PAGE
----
10. #135
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    Past Experience

    Had a heat exhaustion experience running track a few years back–you feel cold before you feel hot.

  11. #136
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    wow...got to watch that stuff...

  12. #137
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    awesome post!!

  13. #138
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    I posted in this thread almost a year ago, and 50 pounds ago. I got super sick from the Heat, and I am used to it in that I live in a hot area. My take; water alone for rides up to an hour. After that, an electrolyte type drink to be sipped in addition to occasional water. Do both. Many of these sports drinks are loaded with properties that will cause you to spike your blood sugar, and this too is not a good thing.

    Hydrate BEFORE the ride too. Hours before, not 2 minutes before you leave. Drink a cup or so right before, but not too much. Once riding, sip water early and often. Do not wait until you are thirsty, as this can be too late. I use a Hydration pack here in Southern California as we get countless days of high heat in this area. Remember to take a break once in a while. Try to find shade. Listen to your body. If you are getting light headed, headaches, nausea, or stop sweating, these are all possible signs of overheating. I also try to eat a snack at least once per hour on longer rides. I just rode 27 miles of Cannell Trail, and felt amazing afterwards. I had 6 liters of fluids with me, but only used 4. When going on rides in back-country, take extra water as you never know if you will have something bad happen. I would rather have a heavy pack than run out of safe water. A year ago, this same ride in the mountains almost killed me. Just my 2 cents...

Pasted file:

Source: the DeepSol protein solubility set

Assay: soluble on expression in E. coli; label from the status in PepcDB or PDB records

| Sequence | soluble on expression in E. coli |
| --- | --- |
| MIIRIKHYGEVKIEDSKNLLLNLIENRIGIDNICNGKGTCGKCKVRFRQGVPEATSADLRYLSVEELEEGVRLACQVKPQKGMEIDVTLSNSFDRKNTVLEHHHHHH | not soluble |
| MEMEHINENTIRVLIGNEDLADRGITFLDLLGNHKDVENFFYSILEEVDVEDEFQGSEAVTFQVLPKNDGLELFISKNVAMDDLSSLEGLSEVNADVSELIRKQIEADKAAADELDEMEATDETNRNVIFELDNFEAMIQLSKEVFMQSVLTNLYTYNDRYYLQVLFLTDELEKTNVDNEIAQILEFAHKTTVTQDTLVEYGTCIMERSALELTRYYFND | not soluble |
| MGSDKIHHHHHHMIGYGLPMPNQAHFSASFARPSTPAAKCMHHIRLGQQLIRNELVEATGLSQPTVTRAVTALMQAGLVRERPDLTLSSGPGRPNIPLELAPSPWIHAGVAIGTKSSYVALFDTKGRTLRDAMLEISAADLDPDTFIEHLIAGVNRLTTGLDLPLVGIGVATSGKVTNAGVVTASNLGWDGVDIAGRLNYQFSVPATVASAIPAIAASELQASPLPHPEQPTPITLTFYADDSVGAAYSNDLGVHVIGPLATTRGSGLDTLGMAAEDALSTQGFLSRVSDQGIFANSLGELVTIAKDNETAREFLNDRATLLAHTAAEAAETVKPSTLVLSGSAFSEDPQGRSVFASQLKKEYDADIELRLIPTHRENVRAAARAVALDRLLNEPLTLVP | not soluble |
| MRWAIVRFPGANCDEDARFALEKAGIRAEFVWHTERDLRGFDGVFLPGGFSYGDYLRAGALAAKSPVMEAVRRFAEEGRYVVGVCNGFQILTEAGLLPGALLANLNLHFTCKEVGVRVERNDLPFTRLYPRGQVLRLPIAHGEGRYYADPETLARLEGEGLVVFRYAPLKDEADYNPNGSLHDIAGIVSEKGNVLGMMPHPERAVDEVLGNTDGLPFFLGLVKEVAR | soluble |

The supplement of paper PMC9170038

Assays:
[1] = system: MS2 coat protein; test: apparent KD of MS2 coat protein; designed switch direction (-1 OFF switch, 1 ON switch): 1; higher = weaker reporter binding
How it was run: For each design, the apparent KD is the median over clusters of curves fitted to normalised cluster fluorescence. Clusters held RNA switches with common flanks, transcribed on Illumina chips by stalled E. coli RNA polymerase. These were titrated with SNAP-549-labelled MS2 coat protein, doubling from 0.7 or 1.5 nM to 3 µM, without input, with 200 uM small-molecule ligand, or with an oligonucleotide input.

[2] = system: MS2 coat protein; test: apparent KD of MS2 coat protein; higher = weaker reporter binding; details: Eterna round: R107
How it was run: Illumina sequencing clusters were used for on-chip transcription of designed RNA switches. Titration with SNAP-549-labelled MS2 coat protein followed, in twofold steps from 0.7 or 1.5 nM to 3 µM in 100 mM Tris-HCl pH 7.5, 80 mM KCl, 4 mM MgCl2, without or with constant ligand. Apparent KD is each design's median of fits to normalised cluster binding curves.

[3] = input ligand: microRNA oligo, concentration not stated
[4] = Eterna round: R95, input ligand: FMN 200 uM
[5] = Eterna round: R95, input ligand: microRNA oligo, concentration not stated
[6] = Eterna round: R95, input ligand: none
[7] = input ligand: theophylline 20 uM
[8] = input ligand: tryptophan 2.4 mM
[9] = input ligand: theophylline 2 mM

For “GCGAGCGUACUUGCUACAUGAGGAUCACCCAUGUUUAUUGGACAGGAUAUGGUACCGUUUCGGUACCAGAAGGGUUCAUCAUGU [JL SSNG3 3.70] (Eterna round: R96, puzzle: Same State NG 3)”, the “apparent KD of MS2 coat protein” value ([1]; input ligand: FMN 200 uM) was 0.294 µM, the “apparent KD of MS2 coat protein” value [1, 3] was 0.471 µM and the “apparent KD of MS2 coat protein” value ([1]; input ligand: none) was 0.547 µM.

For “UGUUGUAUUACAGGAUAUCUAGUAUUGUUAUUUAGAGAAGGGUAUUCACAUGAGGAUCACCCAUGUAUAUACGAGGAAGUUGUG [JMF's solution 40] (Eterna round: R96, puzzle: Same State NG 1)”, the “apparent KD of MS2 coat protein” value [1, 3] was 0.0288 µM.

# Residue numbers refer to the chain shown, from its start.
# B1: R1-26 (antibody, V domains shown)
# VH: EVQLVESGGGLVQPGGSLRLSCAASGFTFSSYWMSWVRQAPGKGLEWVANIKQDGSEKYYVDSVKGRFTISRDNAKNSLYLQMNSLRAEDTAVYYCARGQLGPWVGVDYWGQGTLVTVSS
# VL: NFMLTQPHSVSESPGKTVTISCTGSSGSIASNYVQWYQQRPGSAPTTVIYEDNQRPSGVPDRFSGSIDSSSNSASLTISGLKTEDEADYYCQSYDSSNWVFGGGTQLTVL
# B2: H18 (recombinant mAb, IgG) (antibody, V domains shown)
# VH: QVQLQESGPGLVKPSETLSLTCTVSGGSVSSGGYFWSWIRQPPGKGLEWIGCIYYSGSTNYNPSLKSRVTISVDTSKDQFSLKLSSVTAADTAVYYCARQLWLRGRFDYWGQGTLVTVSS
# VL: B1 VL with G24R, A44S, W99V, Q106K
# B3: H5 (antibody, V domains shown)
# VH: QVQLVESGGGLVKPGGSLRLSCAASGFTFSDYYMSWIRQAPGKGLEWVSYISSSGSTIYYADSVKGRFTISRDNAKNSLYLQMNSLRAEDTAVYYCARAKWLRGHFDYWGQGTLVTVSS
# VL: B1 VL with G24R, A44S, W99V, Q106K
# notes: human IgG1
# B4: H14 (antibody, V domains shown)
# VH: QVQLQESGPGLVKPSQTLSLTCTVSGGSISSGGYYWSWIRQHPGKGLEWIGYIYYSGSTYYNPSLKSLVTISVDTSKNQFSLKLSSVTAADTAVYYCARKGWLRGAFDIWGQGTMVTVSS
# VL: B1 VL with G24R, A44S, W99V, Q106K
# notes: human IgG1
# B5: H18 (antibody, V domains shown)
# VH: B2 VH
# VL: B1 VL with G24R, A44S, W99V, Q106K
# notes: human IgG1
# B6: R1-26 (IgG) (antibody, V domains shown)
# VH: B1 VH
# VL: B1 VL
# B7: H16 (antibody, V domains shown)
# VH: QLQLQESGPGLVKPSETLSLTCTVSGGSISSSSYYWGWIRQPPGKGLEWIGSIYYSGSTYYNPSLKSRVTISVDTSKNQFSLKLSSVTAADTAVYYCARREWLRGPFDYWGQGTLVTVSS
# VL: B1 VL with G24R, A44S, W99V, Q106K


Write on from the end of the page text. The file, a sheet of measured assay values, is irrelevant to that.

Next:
14. #139
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    Is clear pee before riding a good indication that you are hydrated?

  15. #140
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    Quote Originally Posted by KungPow View Post
    Is clear pee before riding a good indication that you are hydrated?



    Yes, it is. It does not mean that you are fully hydrated however. You honestly should be hydrating all day every day.

  16. #141
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    If anyone is interested the medical defintions are
    HEAT STRESS: decreased performance due to hot weather
    HEAT EXHAUSTION:, body temp 38-40 C, and symptoms like vomiting, collapse, thirst, confusion: Immediately stop, cool down , drink fluids
    HEAT STROKE: Body temp>40C and neurological dysfuction. High mortality, (12%) 1/3 have permanent brain damage. Needs active cooling.A true emergency.

    Moral is recognize early signs and stop/cool down before things get out of control.
    Interestingly we adapt to heat differently depending on our level of protective "heat shock proteins"
    You can increase their levels by acclimatizing to heat (1-4 hrs exercise/day for 3-4 days).

    I'm an emergency specialist with an interest in this stuff, hope it helps

  17. #142